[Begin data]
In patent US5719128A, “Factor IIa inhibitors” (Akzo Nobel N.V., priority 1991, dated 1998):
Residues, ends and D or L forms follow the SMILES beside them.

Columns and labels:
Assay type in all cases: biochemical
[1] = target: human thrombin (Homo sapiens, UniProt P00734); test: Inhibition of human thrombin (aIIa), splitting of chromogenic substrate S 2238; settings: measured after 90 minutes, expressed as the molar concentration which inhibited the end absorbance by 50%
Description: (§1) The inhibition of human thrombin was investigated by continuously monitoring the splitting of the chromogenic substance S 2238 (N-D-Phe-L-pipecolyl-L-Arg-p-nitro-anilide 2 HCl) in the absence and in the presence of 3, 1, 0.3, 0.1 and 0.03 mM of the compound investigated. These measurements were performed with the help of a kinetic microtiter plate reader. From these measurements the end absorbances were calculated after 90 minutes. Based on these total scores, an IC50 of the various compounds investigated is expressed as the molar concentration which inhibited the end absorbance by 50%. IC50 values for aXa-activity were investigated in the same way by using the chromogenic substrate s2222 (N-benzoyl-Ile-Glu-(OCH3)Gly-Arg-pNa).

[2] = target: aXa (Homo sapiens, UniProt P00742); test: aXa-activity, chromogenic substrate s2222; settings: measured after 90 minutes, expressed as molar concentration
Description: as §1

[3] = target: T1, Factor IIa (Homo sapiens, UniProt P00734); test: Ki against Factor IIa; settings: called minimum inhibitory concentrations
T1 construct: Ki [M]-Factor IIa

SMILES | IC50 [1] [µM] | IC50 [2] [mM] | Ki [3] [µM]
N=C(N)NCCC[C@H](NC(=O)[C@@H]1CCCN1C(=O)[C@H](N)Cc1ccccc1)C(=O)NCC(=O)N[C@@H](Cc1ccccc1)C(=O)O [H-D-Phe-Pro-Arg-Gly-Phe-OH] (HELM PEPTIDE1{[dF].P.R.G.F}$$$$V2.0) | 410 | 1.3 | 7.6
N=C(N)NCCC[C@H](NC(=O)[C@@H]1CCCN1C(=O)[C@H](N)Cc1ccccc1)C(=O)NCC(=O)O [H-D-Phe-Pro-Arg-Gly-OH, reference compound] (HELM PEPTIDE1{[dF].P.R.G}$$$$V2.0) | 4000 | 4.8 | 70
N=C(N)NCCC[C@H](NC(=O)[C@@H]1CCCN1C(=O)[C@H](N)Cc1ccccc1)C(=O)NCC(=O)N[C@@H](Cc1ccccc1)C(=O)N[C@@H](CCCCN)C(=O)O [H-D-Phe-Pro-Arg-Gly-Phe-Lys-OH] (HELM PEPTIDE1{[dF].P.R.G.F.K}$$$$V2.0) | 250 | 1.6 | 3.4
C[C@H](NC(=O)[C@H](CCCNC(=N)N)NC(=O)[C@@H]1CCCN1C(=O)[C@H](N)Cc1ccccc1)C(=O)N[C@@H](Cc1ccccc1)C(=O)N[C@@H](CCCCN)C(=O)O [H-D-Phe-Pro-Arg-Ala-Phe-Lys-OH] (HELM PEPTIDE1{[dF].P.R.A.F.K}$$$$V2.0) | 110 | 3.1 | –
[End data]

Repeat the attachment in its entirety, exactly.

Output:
In patent US5719128A, “Factor IIa inhibitors” (Akzo Nobel N.V., priority 1991, dated 1998):
Residues, ends and D or L forms follow the SMILES beside them.

Columns and labels:
Assay type in all cases: biochemical
[1] = target: human thrombin (Homo sapiens, UniProt P00734); test: Inhibition of human thrombin (aIIa), splitting of chromogenic substrate S 2238; settings: measured after 90 minutes, expressed as the molar concentration which inhibited the end absorbance by 50%
Description: (§1) The inhibition of human thrombin was investigated by continuously monitoring the splitting of the chromogenic substance S 2238 (N-D-Phe-L-pipecolyl-L-Arg-p-nitro-anilide 2 HCl) in the absence and in the presence of 3, 1, 0.3, 0.1 and 0.03 mM of the compound investigated. These measurements were performed with the help of a kinetic microtiter plate reader. From these measurements the end absorbances were calculated after 90 minutes. Based on these total scores, an IC50 of the various compounds investigated is expressed as the molar concentration which inhibited the end absorbance by 50%. IC50 values for aXa-activity were investigated in the same way by using the chromogenic substrate s2222 (N-benzoyl-Ile-Glu-(OCH3)Gly-Arg-pNa).

[2] = target: aXa (Homo sapiens, UniProt P00742); test: aXa-activity, chromogenic substrate s2222; settings: measured after 90 minutes, expressed as molar concentration
Description: as §1

[3] = target: T1, Factor IIa (Homo sapiens, UniProt P00734); test: Ki against Factor IIa; settings: called minimum inhibitory concentrations
T1 construct: Ki [M]-Factor IIa

SMILES | IC50 [1] [µM] | IC50 [2] [mM] | Ki [3] [µM]
N=C(N)NCCC[C@H](NC(=O)[C@@H]1CCCN1C(=O)[C@H](N)Cc1ccccc1)C(=O)NCC(=O)N[C@@H](Cc1ccccc1)C(=O)O [H-D-Phe-Pro-Arg-Gly-Phe-OH] (HELM PEPTIDE1{[dF].P.R.G.F}$$$$V2.0) | 410 | 1.3 | 7.6
N=C(N)NCCC[C@H](NC(=O)[C@@H]1CCCN1C(=O)[C@H](N)Cc1ccccc1)C(=O)NCC(=O)O [H-D-Phe-Pro-Arg-Gly-OH, reference compound] (HELM PEPTIDE1{[dF].P.R.G}$$$$V2.0) | 4000 | 4.8 | 70
N=C(N)NCCC[C@H](NC(=O)[C@@H]1CCCN1C(=O)[C@H](N)Cc1ccccc1)C(=O)NCC(=O)N[C@@H](Cc1ccccc1)C(=O)N[C@@H](CCCCN)C(=O)O [H-D-Phe-Pro-Arg-Gly-Phe-Lys-OH] (HELM PEPTIDE1{[dF].P.R.G.F.K}$$$$V2.0) | 250 | 1.6 | 3.4
C[C@H](NC(=O)[C@H](CCCNC(=N)N)NC(=O)[C@@H]1CCCN1C(=O)[C@H](N)Cc1ccccc1)C(=O)N[C@@H](Cc1ccccc1)C(=O)N[C@@H](CCCCN)C(=O)O [H-D-Phe-Pro-Arg-Ala-Phe-Lys-OH] (HELM PEPTIDE1{[dF].P.R.A.F.K}$$$$V2.0) | 110 | 3.1 | –